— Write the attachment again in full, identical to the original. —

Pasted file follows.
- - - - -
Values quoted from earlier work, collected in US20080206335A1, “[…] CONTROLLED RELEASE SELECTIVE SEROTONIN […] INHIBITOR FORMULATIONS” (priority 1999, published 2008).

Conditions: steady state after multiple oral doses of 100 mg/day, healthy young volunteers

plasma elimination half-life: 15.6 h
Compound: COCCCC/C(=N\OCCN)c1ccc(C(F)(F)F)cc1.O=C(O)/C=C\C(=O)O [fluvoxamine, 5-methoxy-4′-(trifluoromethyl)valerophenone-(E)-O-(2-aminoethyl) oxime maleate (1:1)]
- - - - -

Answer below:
Values quoted from earlier work, collected in US20080206335A1, “[…] CONTROLLED RELEASE SELECTIVE SEROTONIN […] INHIBITOR FORMULATIONS” (priority 1999, published 2008).

Conditions: steady state after multiple oral doses of 100 mg/day, healthy young volunteers

plasma elimination half-life: 15.6 h
Compound: COCCCC/C(=N\OCCN)c1ccc(C(F)(F)F)cc1.O=C(O)/C=C\C(=O)O [fluvoxamine, 5-methoxy-4′-(trifluoromethyl)valerophenone-(E)-O-(2-aminoethyl) oxime maleate (1:1)]